Some academics claim that the words "pet" and "owner" are insulting to animals, and might even affect how they're treated. So from now on, please start using the term "companion animal," instead of the p-word, when referring to Binky/Mr. Winkles/whatever the fuck embarrassing name you gave the poor creature. You're not Andy Capp, after all—you're a "human carer."
While you're at it, also stop using cliches such as "drunk as a skunk" and "sly as a fox"; the majority of skunks are teetotalers, and as for foxes—well, maybe you're just jealous of their mental and physical agility. Oh, and don't call animals "critters," "beasts," "wild," "wildlife," and other nasty names, either. If they're not "companion animals," then they're "free-living." Free, unlike you—who are shackled to your outdated terminology and reliance upon stereotypes.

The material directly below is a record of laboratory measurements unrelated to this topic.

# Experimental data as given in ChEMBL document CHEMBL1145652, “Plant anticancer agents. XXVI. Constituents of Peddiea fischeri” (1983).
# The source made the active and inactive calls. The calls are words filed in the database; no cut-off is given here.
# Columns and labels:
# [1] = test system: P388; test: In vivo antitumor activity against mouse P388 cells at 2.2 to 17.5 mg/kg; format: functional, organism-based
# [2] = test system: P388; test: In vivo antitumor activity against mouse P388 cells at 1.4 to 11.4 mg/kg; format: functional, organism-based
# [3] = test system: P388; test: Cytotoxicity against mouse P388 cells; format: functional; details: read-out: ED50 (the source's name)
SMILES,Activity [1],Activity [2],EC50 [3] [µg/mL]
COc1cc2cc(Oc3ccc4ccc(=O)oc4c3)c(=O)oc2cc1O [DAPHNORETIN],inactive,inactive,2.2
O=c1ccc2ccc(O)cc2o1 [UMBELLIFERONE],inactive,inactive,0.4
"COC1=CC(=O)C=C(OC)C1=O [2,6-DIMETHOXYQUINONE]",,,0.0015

Modern-day cats, dogs, hamsters, and other common companion animals are much more liberated and self-respecting than their ancestors, suggest the academics, in an editorial published by the Journal of Animal Ethics . "Despite its prevalence, ‘pets' is surely a derogatory term both of the animals concerned and their human carers... Again the word 'owners,' whilst technically correct in law, harks back to a previous age when animals were regarded as just that: property, machines or things to use without moral constraint."
It isn't altogether clear how the academics determined that "pet," "critter," and other words actually offend animals, given that most animals can't articulate their emotions very well.
But after giving this matter a ponder, it does seem somewhat obvious that the words "pet" and "owner" promote a hierarchical relationship structure in which the animals are expected to be subservient. With that in mind, it's probably true that no self-respecting hamster (or cat, dog, etc.) would ever go along with being someone else's "property."